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Int. J. Mol. Sci. 2015, 16(4), 7535-7550; doi:10.3390/ijms16047535

Enzymatic Synthesis of Magnetic Nanoparticles

Department of Chemistry and Texas Center for Superconductivity, University of Houston, Houston, TX 77204, USA
Department of Physics and Astronomy, University of Texas at Brownsville, Brownsville, TX 78520, USA
Department of Chemical and Biomolecular Engineering, University of Houston, Houston, TX 77204, USA
Department of Electrical and Computer Engineering, University of Houston, Houston, TX 77204, USA
Department of Biology and Biochemistry, University of Houston, Houston, TX 77204, USA
Department of Physics and Texas Center for Superconductivity, University of Houston, Houston, TX 77204, USA
Centro de Biotecnología FEMSA, Departamento de Biotecnología e Ingeniería de Alimentos, Tecnológico de Monterrey, Campus Monterrey, Monterrey, NL 64849, Mexico
Authors to whom correspondence should be addressed.
Academic Editor: O. Thompson Mefford
Received: 1 February 2015 / Revised: 23 March 2015 / Accepted: 24 March 2015 / Published: 3 April 2015
(This article belongs to the Special Issue Magnetic Nanoparticles 2015)
View Full-Text   |   Download PDF [3769 KB, uploaded 3 April 2015]   |  


We report the first in vitro enzymatic synthesis of paramagnetic and antiferromagnetic nanoparticles toward magnetic ELISA reporting. With our procedure, alkaline phosphatase catalyzes the dephosphorylation of l-ascorbic-2-phosphate, which then serves as a reducing agent for salts of iron, gadolinium, and holmium, forming magnetic precipitates of Fe45±14Gd5±2O50±15 and Fe42±4Ho6±4O52±5. The nanoparticles were found to be paramagnetic at 300 K and antiferromagnetic under 25 K. Although weakly magnetic at 300 K, the room-temperature magnetization of the nanoparticles found here is considerably greater than that of analogous chemically-synthesized LnxFeyOz (Ln = Gd, Ho) samples reported previously. At 5 K, the nanoparticles showed a significantly higher saturation magnetization of 45 and 30 emu/g for Fe45±14Gd5±2O50±15 and Fe42±4Ho6±4O52±5, respectively. Our approach of enzymatically synthesizing magnetic labels reduces the cost and avoids diffusional mass-transfer limitations associated with pre-synthesized magnetic reporter particles, while retaining the advantages of magnetic sensing. View Full-Text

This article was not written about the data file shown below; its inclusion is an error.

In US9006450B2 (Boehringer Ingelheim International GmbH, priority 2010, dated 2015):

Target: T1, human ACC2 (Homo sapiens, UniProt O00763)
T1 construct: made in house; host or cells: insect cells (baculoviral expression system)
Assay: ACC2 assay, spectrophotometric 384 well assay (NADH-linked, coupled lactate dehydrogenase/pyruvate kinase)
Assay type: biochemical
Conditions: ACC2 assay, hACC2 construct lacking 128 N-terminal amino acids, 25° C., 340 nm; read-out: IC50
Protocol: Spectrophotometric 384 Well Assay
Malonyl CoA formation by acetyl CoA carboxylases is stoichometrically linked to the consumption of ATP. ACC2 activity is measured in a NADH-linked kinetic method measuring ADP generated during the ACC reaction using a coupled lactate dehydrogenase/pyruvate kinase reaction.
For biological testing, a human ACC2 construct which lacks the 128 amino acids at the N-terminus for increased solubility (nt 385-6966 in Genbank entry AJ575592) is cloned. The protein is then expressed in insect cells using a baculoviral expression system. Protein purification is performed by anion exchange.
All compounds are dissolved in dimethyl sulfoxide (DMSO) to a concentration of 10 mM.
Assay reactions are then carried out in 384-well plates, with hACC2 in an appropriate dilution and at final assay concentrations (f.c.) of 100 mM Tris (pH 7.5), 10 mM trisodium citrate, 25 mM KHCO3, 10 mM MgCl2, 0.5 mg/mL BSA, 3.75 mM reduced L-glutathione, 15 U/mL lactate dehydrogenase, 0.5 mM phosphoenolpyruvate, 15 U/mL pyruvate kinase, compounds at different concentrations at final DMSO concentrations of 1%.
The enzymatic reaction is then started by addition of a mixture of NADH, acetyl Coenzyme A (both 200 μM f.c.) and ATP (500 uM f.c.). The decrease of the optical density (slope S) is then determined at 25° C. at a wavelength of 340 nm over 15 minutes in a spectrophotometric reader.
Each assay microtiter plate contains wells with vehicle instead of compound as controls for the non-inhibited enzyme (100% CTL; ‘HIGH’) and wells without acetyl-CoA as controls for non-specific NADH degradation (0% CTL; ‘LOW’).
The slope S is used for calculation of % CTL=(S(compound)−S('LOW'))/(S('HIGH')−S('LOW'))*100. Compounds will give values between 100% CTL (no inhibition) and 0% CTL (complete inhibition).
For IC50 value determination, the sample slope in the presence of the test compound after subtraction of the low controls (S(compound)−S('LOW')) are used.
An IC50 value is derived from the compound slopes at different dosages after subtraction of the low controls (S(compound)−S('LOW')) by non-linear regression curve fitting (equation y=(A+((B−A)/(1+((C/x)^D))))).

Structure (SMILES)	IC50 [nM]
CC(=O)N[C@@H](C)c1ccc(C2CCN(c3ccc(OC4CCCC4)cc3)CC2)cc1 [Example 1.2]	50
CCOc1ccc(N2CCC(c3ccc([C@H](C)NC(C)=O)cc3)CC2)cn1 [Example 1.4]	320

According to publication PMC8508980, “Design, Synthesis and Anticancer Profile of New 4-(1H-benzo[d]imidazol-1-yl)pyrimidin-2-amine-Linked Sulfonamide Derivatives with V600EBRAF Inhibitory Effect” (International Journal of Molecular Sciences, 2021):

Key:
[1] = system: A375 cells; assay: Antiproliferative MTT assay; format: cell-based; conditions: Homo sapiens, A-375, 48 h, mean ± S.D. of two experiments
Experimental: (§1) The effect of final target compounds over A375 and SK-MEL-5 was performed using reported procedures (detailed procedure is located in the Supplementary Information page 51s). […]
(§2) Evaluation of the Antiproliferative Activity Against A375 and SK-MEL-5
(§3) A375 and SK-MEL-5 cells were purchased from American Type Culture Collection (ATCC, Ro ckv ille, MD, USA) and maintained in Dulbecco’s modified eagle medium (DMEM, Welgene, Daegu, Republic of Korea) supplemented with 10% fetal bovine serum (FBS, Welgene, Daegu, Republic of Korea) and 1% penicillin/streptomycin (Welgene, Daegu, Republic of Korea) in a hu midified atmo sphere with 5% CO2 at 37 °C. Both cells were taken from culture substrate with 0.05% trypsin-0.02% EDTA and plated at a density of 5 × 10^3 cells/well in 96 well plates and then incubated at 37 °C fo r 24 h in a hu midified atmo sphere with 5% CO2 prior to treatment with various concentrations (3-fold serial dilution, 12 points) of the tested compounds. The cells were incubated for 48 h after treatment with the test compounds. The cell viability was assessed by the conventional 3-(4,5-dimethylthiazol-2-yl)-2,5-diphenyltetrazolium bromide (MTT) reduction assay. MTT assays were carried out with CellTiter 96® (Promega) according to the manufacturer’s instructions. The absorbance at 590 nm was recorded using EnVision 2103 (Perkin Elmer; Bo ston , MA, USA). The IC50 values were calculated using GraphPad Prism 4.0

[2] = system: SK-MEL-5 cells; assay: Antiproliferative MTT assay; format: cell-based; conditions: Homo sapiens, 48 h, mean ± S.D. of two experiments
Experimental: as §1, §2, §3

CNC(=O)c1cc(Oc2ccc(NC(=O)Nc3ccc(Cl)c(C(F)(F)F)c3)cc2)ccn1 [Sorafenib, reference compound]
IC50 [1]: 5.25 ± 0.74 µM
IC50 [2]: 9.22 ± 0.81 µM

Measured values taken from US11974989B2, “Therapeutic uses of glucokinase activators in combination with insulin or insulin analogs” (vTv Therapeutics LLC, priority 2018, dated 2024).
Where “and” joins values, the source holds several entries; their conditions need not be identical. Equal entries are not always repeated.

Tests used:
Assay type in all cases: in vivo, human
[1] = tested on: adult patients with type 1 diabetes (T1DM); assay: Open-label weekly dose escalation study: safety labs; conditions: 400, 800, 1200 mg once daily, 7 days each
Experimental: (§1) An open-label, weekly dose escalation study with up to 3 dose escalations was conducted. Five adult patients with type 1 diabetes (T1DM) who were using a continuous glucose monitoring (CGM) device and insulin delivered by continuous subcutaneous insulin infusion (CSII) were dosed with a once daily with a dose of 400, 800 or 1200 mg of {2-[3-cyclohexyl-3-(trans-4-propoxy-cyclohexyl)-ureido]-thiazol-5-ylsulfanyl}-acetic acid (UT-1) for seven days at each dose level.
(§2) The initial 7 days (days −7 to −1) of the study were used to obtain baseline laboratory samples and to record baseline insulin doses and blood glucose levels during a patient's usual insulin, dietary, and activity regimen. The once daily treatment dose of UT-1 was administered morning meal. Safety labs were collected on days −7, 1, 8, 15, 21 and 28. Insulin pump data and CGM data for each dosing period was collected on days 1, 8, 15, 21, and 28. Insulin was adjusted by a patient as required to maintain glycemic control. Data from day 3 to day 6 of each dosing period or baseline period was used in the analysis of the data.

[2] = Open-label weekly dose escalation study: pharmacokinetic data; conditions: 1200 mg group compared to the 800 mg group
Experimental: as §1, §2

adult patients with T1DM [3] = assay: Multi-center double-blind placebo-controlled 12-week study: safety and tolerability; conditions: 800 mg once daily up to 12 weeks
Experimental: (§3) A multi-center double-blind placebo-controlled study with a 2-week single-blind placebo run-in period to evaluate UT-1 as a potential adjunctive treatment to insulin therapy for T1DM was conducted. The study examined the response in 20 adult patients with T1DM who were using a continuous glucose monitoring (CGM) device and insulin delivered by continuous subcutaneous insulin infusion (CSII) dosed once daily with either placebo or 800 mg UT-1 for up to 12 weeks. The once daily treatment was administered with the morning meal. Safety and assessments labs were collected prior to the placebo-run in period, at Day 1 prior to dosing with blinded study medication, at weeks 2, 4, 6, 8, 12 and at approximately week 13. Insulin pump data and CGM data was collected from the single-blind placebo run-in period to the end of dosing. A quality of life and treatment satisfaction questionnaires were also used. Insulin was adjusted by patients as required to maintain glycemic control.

Keywords: enzymatic synthesis; magnetic nanoparticles; alkaline phosphatase; magnetic sensing enzymatic synthesis; magnetic nanoparticles; alkaline phosphatase; magnetic sensing

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This is an open access article distributed under the Creative Commons Attribution License which permits unrestricted use, distribution, and reproduction in any medium, provided the original work is properly cited. (CC BY 4.0).

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MDPI and ACS Style

Kolhatkar, A.G.; Dannongoda, C.; Kourentzi, K.; Jamison, A.C.; Nekrashevich, I.; Kar, A.; Cacao, E.; Strych, U.; Rusakova, I.; Martirosyan, K.S.; Litvinov, D.; Lee, T.R.; Willson, R.C. Enzymatic Synthesis of Magnetic Nanoparticles. Int. J. Mol. Sci. 2015, 16, 7535-7550.

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